Wednesday, April 23, 2014

Oscar Azocar, Free-Swinger - 688

Originally published June 17, 2010
Oscar Azocar earned a reputation in his three years in the majors of swinging at almost everything, as evidenced by the 129 plate major league plate appearances it took him to earn his first walk.

It was a reputation already earned in the minors, shortly after the one-time pitcher left the mound behind for the outfield.

"He doesn't get cheated," Azocar's AA manager at Albany-Colonie Tommy Jones told the Schenectady Gazette in 1988. "The only thing is his strike zone goes from his shoes to his hat."

That Azocar was a free-swinger followed him throughout his career. It also followed him in 2010 to his obituary after he passed away in his native Venezuela.

Azocar's professional career began in 1983, when he was signed by the Yankees as an amateur free agent. He got as high as short-season Oneonta in 1985 and 1986 before his pitching career fizzled.

Speaking to The Gazette, Jones recalled that Azocar was going to be outright released, until a coach suggested the outfield. Azocar, the coach recalled, was the best he'd seen at chasing fly balls.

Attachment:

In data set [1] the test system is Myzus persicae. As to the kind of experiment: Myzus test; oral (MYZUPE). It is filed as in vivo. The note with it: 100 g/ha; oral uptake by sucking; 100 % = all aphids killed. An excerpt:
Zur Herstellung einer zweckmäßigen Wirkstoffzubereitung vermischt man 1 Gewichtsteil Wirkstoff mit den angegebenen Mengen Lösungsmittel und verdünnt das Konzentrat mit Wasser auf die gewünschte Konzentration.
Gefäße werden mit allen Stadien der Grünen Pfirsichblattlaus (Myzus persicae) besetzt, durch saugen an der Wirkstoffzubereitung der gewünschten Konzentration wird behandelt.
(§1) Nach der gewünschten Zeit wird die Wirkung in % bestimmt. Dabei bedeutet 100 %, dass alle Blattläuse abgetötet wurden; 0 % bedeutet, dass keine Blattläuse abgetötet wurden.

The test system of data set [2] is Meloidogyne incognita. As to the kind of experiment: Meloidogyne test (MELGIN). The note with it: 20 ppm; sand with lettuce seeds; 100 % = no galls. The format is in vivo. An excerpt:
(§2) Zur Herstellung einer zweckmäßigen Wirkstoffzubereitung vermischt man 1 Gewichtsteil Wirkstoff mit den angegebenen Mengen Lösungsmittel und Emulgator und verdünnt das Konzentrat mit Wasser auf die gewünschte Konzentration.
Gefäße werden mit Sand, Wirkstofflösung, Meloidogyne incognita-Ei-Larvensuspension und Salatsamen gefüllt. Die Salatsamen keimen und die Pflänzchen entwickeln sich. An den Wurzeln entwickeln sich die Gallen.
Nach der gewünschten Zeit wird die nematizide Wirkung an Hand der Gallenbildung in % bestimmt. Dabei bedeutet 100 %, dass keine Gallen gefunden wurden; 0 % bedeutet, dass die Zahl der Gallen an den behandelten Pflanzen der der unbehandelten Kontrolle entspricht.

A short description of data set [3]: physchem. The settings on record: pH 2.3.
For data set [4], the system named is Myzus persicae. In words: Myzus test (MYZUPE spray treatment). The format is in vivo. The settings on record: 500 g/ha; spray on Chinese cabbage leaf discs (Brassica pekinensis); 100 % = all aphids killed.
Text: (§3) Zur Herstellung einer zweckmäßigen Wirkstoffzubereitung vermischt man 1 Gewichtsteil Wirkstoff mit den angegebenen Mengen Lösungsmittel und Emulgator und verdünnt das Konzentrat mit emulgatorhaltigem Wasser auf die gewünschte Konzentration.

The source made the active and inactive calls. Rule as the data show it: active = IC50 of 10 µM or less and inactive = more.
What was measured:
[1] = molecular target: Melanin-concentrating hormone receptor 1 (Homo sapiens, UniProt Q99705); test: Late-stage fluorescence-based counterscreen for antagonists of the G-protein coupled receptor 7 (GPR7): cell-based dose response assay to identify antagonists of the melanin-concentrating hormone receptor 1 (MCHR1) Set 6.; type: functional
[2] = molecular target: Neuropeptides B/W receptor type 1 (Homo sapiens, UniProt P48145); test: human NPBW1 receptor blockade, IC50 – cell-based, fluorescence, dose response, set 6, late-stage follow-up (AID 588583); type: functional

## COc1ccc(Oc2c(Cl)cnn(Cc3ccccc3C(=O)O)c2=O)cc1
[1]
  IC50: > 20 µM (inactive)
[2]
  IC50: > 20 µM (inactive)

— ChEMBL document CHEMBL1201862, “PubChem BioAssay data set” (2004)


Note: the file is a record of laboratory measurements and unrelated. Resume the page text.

Azocar soon took to his new position, connected enough at the plate to resurrect his career. Hitting .359 at single-A Fort Lauderdale in 1987, Azocar earned the promotion to AA Albany in 1988 then AAA Columbus in 1989.

Azocar returned to Columbus for 1990, earning the big call-up that July. In New York, he kept swinging, and he connected.

In his first at bat, as a pinch hitter, Azocar got a hit. The next day, as a starter, he went 3 for 4 with a double and a home run. The home run came off Tom Gordon.

Speaking after the game to the New York Times, Azocar said he was not awed by his first trip to the Yankees.

''There's no difference,'' he told the paper. ''In the minor leagues, there's tough pitching, too, just like here. There's absolutely no difference. The only difference is the people in the stands.''

The next month, Azocar relayed his philosophy to The Times: "Going all the way."

Azocar spoke after helping manufacture and score the game-winning run to stop a six-game Yankees slide. He scored after an error.

''It was the same routine for me," Azocar told The Times. "I play hard.''

Despite his early success, Azocar hit only .248 in 68 games. Azocar also had more home runs, five, than walks, two. The Yankees traded him away that off-season. Azocar landed with the Padres, playing in 38 games in 1991 and 99 in 1992, ending his major league career.

Azocar continued to play, his last reported games in 2001 in the Mexican League. During the Caribbean Series in February, MLB.com reported, Azocar was inducted into the Venezuelan Hall of Fame.

The cause of Azocar's death has been reported as a heart attack.

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